In protesting the award decision here, Compunetix, as mentioned above, challenges virtually every evaluation conclusion reached by the NASA evaluators.[3] Our standard in reviewing such challenges is to examine the record to determine whether the agency's judgment was reasonable and consistent with stated evaluation criteria, and with applicable statutes and regulations. ESCO, Inc., B-225565, Apr. 29, 1987, 87'1 CPD para. 450 at 7. Based on our review of all of the arguments raised here, the agency's detailed responses, and the comprehensive evaluation materials provided, we think Compunetix has failed to show that NASA's evaluation was unreasonable.

While we have reviewed all of Compunetix's challenges regarding the technical evaluation here, we need not address each in detail. Instead, we set forth below two representative examples. First, Compunetix complains that NASA unreasonably found that Frequentis deserved a strength for offering –a T1 interface that has only one port on a single interface card, minimizing the loss of voice circuits in the event of a failure on the interface card.— AR, Tab 51, at 4. The protester explains that it also should have received a strength because, while its T1 interface could accommodate up to [deleted] ports on a single interface card, NASA could have used only one port per card to minimize the loss of voice circuits in the event of a failure. The protester also complained that this result was unfair because NASA had instructed that it was –satisfactory— to offer up to [deleted] ports per T-1 unit. Initial Protest at 11.

In answer, NASA explains that while it was willing to accept up to [deleted] ports per card, as the protester contended, using [deleted] ports per card was not the optimal solution. Agency Memorandum of Law, Nov. 13, 2006, at 9. The agency additionally explains that while Compunetix met the requirement, Frequentis exceeded it, and the agency evaluators reasonably saw this feature as a strength in the proposal. Nothing the protester argues in response shows that this conclusion was unreasonable.

Second, and in many ways more significant, is the protester's challenge to the weakness assigned the Frequentis proposal by the agency in the area of technical and schedule risk.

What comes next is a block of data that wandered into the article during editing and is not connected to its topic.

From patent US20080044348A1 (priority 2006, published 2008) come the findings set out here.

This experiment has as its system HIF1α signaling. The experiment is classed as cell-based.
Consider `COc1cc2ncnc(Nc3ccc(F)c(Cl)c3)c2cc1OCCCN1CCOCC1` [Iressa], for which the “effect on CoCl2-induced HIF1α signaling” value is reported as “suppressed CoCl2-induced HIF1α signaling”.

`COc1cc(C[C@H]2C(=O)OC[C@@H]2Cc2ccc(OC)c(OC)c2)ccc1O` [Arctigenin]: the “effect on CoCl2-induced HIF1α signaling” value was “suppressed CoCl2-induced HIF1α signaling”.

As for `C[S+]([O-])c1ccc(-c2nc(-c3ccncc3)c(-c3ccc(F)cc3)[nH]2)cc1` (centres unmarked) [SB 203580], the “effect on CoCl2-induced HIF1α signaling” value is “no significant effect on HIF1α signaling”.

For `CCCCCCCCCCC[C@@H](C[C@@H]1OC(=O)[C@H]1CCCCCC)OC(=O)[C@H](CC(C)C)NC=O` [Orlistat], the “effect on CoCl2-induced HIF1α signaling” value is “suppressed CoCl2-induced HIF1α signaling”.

As discussed above, NASA's RFO for the MOVE system sought the use of COTS hardware and software to the maximum extent possible, but also anticipated the modification of products and development of items to meet the agency's requirements. RFO, SOW, at 1-8. There is no dispute that the balance of commercial items versus modified or development items identified by Frequentis in its approach was a subject of concern for the agency. This matter was identified by NASA as a weakness and raised during discussions. The final evaluation report prepared for this procurement includes the following comments on this subject:

Weakness: The number of concurrent development efforts when combined with their complexity represents a technical risk.

The Government requires capabilities in the MOVE voice systems that are based upon large numbers of simultaneous conferences where each conference has many participants. The Offeror's hardware that has been designed and deployed is dissimilar to the NASA mission environment, thus driving elements of redesign throughout the system.
Although the Offeror has proposed a very effective development management plan, and has identified the development efforts and associated risks in detail, the concern still remains that the amount and complexity of modification that is required and has not been performed in the deployment of similar systems; this constitutes a technical risk to the Government.

The number and severity of the development effort leads to an increased risk of unsuccessful contract performance.

AR, Bates Stamped page 7,028.[4] In a distilled form, these concerns are also set forth in the selection statement. Specifically, the selection authority notes:

Frequentis USA received one weakness in relation to its development effort. Although they proposed a very effective development management plan, and identified the development efforts and associated risks in detail, the number of concurrent development efforts when combined with their complexity represents a technical risk.